A Surveyor’s Mythology

A Surveyor’s Mythology
I claim the stars high in your heaven, Zeus.
Cassiopeia’s chair, Orion’s faithful hound.
Arcturus, Leda’s twins, and Betelgeuse,
Are trusted friends, and to my service bound.
And when your fabled heaven still excites
To stirring odes, that reach for the sublime.
The silent splendor of your cloudless nights
Give me direction, latitude and time.

For me, Selene holds no secrets, Zeus.
I am familiar with your daughter’s changing mood.
The measured distance from her silver shoes
I use for the elusive longitude.
Your father Cronus long ago was sent,
To count the fleeting seconds that slip by,
When the rotation of the firmament,
Parades your stars ‘cross my observing eye.

Apollo’s days are my companions, Zeus.
I broke the secret code that governs their design.
Hyperion’s golden wagon pays me dues,
And gives me the direction of my line.
And when Astraeus’s winds obscure with clouds
His guiding lights, this does not tie my hand.
The voice of manmade stars to me now shouts:
"Here am I, master, signal your command."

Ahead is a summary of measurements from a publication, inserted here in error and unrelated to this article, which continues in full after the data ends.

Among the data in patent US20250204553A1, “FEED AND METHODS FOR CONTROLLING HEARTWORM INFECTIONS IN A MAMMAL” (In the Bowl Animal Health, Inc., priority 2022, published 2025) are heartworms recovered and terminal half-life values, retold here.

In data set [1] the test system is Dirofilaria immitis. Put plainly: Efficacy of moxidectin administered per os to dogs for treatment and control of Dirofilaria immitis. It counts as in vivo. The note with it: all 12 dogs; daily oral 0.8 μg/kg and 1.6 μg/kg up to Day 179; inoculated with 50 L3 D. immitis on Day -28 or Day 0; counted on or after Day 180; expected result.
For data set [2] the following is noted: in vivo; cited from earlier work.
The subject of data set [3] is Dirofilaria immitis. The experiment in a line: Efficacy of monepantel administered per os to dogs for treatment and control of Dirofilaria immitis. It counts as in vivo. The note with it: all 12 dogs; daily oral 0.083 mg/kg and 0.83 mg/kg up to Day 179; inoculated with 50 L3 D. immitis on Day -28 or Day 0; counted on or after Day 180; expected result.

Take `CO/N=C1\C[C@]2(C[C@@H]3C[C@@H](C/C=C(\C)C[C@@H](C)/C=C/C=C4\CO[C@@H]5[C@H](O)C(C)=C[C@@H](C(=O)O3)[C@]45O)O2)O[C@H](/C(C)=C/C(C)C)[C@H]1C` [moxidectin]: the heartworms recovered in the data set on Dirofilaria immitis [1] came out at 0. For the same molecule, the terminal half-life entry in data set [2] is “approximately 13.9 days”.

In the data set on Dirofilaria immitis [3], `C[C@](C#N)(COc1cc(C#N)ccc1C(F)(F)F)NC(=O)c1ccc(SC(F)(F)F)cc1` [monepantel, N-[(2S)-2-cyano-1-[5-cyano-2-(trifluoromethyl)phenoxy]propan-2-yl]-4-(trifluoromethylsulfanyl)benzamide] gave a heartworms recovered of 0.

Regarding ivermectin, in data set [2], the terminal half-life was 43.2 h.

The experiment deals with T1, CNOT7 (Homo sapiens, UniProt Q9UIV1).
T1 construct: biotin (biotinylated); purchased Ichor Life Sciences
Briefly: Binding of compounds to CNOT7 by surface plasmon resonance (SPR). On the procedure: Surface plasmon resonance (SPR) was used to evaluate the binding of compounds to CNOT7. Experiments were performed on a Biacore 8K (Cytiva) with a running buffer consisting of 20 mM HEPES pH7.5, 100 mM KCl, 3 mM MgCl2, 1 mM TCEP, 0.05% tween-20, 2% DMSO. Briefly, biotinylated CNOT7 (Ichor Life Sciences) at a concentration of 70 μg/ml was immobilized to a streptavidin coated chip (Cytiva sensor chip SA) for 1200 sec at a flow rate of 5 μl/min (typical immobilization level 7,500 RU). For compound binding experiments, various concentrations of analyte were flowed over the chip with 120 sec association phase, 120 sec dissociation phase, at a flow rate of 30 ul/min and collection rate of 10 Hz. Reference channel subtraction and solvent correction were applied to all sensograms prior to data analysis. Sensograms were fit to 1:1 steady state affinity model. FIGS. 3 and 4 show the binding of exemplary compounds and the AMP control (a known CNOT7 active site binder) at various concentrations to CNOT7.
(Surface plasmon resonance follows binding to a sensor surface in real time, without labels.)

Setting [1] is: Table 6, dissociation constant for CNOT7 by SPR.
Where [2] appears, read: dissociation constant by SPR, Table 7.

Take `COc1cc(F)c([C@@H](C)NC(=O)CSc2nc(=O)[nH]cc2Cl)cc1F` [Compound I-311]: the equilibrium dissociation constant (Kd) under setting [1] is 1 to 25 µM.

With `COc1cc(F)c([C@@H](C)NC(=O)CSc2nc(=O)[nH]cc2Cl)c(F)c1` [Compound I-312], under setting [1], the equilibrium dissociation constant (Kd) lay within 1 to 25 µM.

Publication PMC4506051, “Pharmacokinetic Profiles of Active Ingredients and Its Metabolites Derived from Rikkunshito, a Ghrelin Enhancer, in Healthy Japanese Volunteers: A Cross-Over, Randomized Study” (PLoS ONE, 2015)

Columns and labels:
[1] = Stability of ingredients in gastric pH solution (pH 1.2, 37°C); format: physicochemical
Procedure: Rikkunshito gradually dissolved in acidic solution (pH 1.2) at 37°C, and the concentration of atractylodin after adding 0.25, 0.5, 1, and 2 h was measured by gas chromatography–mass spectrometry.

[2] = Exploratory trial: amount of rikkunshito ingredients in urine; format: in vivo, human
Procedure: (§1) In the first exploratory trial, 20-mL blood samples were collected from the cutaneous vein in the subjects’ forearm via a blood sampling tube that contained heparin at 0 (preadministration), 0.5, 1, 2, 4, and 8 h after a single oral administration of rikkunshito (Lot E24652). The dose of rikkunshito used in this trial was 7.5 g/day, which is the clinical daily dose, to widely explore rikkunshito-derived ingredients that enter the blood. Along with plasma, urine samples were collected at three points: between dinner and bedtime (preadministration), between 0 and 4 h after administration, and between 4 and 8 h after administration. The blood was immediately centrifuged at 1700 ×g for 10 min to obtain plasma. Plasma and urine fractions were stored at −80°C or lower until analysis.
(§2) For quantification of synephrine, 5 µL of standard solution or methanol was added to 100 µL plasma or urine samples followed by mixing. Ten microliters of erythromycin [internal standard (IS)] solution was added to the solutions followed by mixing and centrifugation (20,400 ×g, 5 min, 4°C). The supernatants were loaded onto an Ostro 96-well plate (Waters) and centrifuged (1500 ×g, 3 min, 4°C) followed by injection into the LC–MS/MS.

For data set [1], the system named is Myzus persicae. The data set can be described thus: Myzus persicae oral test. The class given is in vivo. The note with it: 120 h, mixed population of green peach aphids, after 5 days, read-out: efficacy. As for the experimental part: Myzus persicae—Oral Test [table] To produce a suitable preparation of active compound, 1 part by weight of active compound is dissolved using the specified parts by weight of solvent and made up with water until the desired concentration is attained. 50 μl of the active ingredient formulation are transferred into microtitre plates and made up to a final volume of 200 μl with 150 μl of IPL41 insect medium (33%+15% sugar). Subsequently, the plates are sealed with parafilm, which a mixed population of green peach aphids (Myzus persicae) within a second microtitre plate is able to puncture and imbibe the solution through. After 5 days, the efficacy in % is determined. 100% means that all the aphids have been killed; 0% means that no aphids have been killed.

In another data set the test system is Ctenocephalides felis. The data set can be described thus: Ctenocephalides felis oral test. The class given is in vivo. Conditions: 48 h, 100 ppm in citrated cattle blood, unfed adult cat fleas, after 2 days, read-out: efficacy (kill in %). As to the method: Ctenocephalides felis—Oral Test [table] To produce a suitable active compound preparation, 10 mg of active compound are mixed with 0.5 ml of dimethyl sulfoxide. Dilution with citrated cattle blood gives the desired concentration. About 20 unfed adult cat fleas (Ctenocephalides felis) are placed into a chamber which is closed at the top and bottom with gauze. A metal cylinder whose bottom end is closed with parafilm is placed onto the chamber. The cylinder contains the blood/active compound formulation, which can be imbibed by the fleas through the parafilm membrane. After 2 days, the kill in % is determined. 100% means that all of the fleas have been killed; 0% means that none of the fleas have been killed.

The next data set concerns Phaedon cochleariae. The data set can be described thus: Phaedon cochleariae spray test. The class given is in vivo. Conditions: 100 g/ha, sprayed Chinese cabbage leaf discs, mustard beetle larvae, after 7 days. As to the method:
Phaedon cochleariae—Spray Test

I leave you high on your Olympus, Zeus
To rule reluctant gods, down here I govern still.
Your golden days, your silver nights I use
To bend your constellations to my will.
Your storied heaven, Hesiod’s delight,
On which Urania has cast her spell,
And all your ever wand’ring points of light
They are my servants, Zeus, and serve me well.

About the Author

Fred Roeder, LS

Fred Roeder lives in Tularosa, New Mexico. He emigrated to the United States from Germany in 1957 and spent most of his surveying career in the Southwest, working for the U.S. Forest Service. Now retired, he started writing a regular column for the New Mexico Professional Surveyors Newsletter in 1988. In 1994, NMPS produced Antepasados, a book of his columns. Many surveyors are good writers, especially about technical or legal matters. However, it's not often that we find a surveyor/story-teller who can present historical facts in a manner that makes them fun to read. Fred Roeder is such a writer and we are pleased to present more than 80 of his stories here. Bibliography is a list of the books Fred used in his writings, and includes a numbered index of the articles. Index is a list of all the articles Fred has written and when. Editor's pick: The King Who Had No Title
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